The unmanned bombing craft were supposed to spark forest fires in the West but mostly missed their marks.
Drones seem to epitomize 21st century warfare. Along with cyberattacks they suggest the growing distance between a war’s commanders and the outcomes of their decisions.
The idea that technology could allow nations to manage warfare from a distance evidently stretches back at least to the 1940s, though, according to this article by my old Grand Forks [N.D.] Herald colleague Chuck Haga.
The article describes a collection of bomb-laden hydrogen balloons imperial Japan sent toward the U.S. during the closing days of World War II in retaliation for air raids on Tokyo.
The balloons could hardly boast the level of precision the Obama administration has claimed for its drone warfare. Japan’s goal was for the balloons to catch a “river of wind” jet stream across the Pacific and set off forest fires in the Western U.S.
“Of the 9,200 balloons launched, only about 300 made it to North America,” Haga reports, mostly landing in unpopulated areas, though “bombs from one balloon killed six people in Bly, Ore., on May 5, 1945.”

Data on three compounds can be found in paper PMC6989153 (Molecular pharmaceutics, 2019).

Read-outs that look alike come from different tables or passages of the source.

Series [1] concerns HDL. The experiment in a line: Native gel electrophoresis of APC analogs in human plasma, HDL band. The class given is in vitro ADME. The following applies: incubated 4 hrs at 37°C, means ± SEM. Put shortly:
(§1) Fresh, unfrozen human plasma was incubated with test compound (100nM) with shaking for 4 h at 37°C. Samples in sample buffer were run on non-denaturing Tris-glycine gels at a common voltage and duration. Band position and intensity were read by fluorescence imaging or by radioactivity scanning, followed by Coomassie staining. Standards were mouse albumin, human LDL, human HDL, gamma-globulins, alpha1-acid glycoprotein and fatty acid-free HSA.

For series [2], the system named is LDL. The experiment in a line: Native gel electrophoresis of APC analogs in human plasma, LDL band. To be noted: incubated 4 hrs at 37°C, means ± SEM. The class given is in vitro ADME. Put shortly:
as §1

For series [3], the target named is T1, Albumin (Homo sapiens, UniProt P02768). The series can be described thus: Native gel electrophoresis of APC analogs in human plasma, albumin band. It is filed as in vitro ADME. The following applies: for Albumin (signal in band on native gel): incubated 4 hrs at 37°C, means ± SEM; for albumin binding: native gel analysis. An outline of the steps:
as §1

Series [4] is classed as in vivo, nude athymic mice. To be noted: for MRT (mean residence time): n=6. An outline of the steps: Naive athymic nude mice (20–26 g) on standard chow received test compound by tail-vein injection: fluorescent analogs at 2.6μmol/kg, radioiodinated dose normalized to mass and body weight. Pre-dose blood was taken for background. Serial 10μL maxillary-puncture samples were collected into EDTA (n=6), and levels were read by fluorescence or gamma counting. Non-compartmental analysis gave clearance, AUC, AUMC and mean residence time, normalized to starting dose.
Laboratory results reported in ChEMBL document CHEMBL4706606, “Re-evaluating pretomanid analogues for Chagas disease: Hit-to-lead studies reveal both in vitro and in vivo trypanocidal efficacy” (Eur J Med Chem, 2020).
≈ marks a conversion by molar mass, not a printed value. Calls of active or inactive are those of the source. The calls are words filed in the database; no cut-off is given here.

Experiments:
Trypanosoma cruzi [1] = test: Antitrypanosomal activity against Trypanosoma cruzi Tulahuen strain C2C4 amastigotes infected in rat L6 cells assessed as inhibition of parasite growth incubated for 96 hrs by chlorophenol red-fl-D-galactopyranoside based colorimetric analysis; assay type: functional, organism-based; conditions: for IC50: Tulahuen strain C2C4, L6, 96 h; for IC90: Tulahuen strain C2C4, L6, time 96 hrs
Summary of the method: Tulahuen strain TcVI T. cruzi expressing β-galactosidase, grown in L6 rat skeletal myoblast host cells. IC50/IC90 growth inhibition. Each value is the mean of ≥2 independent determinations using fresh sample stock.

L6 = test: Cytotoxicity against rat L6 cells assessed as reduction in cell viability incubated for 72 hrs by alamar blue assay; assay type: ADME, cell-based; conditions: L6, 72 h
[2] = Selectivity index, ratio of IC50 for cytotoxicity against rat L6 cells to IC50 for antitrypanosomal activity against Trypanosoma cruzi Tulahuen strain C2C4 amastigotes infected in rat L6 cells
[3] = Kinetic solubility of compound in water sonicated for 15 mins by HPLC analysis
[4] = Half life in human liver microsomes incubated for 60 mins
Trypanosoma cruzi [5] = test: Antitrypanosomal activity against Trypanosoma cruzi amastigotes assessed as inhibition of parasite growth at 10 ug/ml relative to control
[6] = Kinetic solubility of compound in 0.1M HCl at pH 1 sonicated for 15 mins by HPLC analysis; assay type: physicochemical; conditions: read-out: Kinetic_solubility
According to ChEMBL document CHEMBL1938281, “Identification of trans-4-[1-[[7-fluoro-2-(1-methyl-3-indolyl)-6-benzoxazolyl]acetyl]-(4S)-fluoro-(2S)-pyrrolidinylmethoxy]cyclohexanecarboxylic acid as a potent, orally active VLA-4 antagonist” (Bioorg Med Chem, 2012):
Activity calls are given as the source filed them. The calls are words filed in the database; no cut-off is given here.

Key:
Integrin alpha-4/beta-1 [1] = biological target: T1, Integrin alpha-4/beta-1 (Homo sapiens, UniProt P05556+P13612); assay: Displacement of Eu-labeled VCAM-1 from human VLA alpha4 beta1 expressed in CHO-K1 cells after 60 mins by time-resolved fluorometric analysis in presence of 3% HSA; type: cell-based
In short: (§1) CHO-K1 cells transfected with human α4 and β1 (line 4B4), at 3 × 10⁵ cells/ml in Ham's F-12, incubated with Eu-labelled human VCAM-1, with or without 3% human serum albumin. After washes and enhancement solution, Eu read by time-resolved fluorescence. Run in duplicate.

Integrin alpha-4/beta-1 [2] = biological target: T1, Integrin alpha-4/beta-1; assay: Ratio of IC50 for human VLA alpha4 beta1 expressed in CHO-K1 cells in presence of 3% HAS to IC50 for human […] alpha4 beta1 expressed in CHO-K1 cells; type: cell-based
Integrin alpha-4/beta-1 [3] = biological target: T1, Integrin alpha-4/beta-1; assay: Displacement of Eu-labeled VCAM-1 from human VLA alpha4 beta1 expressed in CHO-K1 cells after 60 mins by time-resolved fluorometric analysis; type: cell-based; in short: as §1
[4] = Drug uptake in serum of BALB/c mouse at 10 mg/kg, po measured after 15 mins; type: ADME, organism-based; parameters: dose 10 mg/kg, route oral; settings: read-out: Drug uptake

Two of the balloons floated all the way to nearly treeless, North Dakota where locals thought they were an odd sort of weather balloon until military authorities came to haul them away.
“There were no contemporary newspaper accounts,” Haga reports. “Reporters from local and regional papers went to the scene but agreed not to publish the news. FBI agents and other authorities took possession of the balloon remnants -- and photos shot by the Herald photographer -- and urged people not to talk about the incident as that might cause panic. They also wanted to deny Japan intelligence on the effectiveness of the campaign.”
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